Corn: Corn futures closed higher and midrange with March up 2 cents to settle at $3.82. March futures were well contained within Tuesday’s range, leaving the three-week high in March futures at $3.84 1/2 scored on Tuesday as key short-term resistance for the next two sessions. The rally is lacking fresh news but there are few reasons to suspect a quick drop is forthcoming. The U.S./China trade war has been an anchor on prices for much of the past six months and now trade talks are making progress. The U.S. Trade Representative’s office said today after three days of meetings in Beijing that that China has pledged to purchase “a substantial amount” of U.S. farm, energy and manufactured goods. The problem, however, is there were no specific amounts announced. Weather in South America continues to raise yield threats in both Brazil and Argentina. Hot, dry weather is expected across much of Brazil the next two weeks. Heavy rains in parts of Argentina may saturate fields and cause some isolated flooding.
Soybeans: Soybean futures firmed around a nickel today and finished high-range. Meal futures were $1.40 to $1.90 higher. Soyoil futures posted gains of 14 to 19 cents. Support for soybeans was two-fold, coming from hopes for an eventual U.S./China trade deal and Brazilian weather concerns. On the trade front, U.S. and Chinese negotiators ended three days of meetings with what appeared to be progress toward a broader trade deal. China pledged to buy a "substantial amount" of U.S. ag products, including soybeans, though specific tonnages were not announced. There has been some talk this week China already may have completed its agreed-to U.S. soybean purchases, though they haven’t fully been confirmed by USDA due to the government shutdown. That may cap near-term upside potential unless there’s talk of new Chinese purchases. Brazilian weather remains a growing concern, as an extended period of hot and drier-than-normal weather has trimmed the country’s production potential. Just two weeks ago a record Brazilian soybean crop seemed like a certainty. But now, most crop watchers expect this year’s crop to fall well short of last year’s record – and estimates are on the decline.
Wheat: Winter wheat futures closed slightly higher in most contracts and near session lows with March SRW up 2 ¼ cents at $5.20 and March HRW futures settling at $5.05 ½, up ½ cent. Spring wheat futures closed up 3 to 4 cents. Futures rose today with strengthening world prices signaling a switch by global buyers is near. In addition, the U.S. dollar index fell to the lowest level since mid-October as lower U.S. interest rates reduce demand for dollar-denominated assets triggering dollar sales against several currencies. A weaker dollar will help to lower costs for overseas buyers. Earlier today, Egypt bought 415,000 MT of Russian wheat for delivery in late February and early March. While U.S. wheat was the cheapest offered for loading on ships, Russia beat U.S. prices because of lower shipping costs. Nonetheless, the U.S. premium continues to narrow, and today’s sale prices are new multi-year highs. Russian and European wheat inventories available for sale and shipment are tightening quickly with domestic prices above export values.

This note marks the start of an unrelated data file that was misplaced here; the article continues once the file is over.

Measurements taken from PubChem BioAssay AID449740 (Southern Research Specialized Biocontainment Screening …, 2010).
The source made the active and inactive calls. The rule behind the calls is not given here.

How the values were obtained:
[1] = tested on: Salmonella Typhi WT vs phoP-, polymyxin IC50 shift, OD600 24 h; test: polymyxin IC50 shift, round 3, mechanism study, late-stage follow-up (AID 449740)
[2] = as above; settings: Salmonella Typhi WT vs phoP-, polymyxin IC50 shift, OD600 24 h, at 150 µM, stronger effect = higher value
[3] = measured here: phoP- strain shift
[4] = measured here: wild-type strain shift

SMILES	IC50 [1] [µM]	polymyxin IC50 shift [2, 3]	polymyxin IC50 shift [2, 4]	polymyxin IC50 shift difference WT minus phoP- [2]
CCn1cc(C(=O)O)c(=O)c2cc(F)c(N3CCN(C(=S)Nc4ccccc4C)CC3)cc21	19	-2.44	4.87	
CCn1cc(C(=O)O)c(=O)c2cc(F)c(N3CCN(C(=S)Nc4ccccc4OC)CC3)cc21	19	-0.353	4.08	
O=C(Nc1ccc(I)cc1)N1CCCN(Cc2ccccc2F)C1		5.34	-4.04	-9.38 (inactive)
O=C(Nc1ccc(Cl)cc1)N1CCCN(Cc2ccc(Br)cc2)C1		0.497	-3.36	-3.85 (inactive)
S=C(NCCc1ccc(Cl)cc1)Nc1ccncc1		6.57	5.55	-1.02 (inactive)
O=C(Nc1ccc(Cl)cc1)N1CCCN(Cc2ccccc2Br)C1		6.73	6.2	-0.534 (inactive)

Cotton: Cotton futures posted gains of 96 to 146 points, led by the lead March contract. Cotton futures were supported by general optimism over trade talks this week between the U.S. and China. Chinese negotiators said China would buy a “substantial amount” of U.S. ag goods, which many believe will include cotton, though no specifics were confirmed. The market likely needs some specifics and confirmation of Chinese buys to fuel sustained buying. Unfortunately, confirmation of any Chinese purchases can’t happen until the partial government shutdown ends. The U.S. dollar was sharply lower today and continued to decline after cotton futures stopped trading. That could fuel followthrough buying in cotton futures on Thursday if the greenback extends its losses. The U.S. dollar index slumped to its lowest level since mid-October.
Hogs: Lean hog futures finished 47 1/2 cents to $1.525 higher and in the upper portion of today’s range, led by the lead-month February contract. Hog futures were boosted by continued strength in the cash market, which caused traders to widen the premiums nearby contracts hold to the cash index. The average national direct cash hog price was 28 cents firmer this morning, which would be the 10th straight daily gain if the strength is maintained in afternoon trade. Strength in deferred lean hog futures came from hopes of improved Chinese demand for U.S. pork. The three-day trade meeting this week ended on a positive note and China’s building African swine fever outbreak increases its need for pork imports. But it’s unclear if pork was included in the trade talks, and if it was, timing of any Chinese purchases are uncertain. That somewhat limited gains in deferred contracts, as traders are hesitant to build too much premium into the market.
Cattle: Live cattle futures closed slightly lower and near session lows with February down 50 cents to $124.80 and April slipping 35 cents at $125.80. Feeder cattle closed 55 to 85 cents lower. After two strong daily rallies and new contract highs in several contracts, the market was due for a correction. Total volume on Tuesday in the cattle market was 145,544 contracts versus the previous month’s average of just 56,000 contracts. It was also the largest 1-day volume total since May 2017. Total open interest on Monday was the largest since November 2017 but declined by 1,945 contracts on Tuesday’s rally as traders liquidated positions in the February contract.Boxed beef cutout values were lower on Tuesday but resulted in strong wholesale beef sales after active holiday sales last week. Prices were lower again this morning on moderate sales.